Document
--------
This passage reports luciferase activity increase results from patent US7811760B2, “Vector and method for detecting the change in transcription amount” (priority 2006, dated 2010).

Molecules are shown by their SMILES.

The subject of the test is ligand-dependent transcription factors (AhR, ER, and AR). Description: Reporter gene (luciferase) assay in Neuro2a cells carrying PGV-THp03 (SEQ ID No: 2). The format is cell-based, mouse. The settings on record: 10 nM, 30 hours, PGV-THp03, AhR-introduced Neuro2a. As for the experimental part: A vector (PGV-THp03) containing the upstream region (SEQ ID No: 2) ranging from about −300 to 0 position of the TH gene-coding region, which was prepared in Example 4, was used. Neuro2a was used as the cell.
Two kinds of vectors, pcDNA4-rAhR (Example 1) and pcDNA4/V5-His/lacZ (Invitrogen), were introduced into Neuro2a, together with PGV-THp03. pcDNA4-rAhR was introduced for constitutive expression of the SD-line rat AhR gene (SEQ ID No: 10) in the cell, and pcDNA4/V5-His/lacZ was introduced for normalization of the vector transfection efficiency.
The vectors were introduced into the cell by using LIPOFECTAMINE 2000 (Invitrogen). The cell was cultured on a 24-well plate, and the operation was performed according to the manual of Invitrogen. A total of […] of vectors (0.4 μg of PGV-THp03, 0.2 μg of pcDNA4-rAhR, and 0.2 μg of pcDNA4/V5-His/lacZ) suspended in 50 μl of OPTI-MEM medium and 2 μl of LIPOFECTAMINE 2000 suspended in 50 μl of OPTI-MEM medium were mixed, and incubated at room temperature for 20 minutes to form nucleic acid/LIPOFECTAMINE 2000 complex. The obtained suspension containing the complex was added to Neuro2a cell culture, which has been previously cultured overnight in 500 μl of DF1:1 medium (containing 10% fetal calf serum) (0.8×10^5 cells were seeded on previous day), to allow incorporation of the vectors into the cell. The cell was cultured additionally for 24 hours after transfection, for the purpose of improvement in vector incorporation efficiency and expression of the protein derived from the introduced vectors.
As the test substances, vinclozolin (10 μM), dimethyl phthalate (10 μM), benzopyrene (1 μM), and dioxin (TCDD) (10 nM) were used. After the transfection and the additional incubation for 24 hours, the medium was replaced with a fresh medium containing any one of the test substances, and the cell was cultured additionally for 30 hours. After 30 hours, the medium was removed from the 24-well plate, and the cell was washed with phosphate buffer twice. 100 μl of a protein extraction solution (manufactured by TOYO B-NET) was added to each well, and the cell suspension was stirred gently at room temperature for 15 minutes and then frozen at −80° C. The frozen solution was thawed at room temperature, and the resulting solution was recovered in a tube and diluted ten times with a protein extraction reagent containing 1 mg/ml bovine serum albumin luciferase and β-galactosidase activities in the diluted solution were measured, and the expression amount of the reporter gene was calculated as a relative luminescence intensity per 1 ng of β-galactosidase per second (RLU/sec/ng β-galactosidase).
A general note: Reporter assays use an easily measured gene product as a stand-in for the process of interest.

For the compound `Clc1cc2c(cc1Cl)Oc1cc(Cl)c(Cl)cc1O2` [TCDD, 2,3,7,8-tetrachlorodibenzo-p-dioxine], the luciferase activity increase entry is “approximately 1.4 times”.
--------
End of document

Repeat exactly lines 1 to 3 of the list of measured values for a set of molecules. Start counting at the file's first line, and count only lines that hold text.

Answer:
This passage reports luciferase activity increase results from patent US7811760B2, “Vector and method for detecting the change in transcription amount” (priority 2006, dated 2010).

Molecules are shown by their SMILES.

The subject of the test is ligand-dependent transcription factors (AhR, ER, and AR). Description: Reporter gene (luciferase) assay in Neuro2a cells carrying PGV-THp03 (SEQ ID No: 2). The format is cell-based, mouse. The settings on record: 10 nM, 30 hours, PGV-THp03, AhR-introduced Neuro2a. As for the experimental part: A vector (PGV-THp03) containing the upstream region (SEQ ID No: 2) ranging from about −300 to 0 position of the TH gene-coding region, which was prepared in Example 4, was used. Neuro2a was used as the cell.